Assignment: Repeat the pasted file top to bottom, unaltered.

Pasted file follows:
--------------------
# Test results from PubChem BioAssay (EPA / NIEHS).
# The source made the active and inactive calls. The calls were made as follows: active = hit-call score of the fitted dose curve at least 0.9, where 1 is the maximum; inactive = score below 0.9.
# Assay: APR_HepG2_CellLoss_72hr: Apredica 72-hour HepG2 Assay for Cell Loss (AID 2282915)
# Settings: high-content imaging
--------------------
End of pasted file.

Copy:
# Test results from PubChem BioAssay (EPA / NIEHS).
# The source made the active and inactive calls. The calls were made as follows: active = hit-call score of the fitted dose curve at least 0.9, where 1 is the maximum; inactive = score below 0.9.
# Assay: APR_HepG2_CellLoss_72hr: Apredica 72-hour HepG2 Assay for Cell Loss (AID 2282915)
# Settings: high-content imaging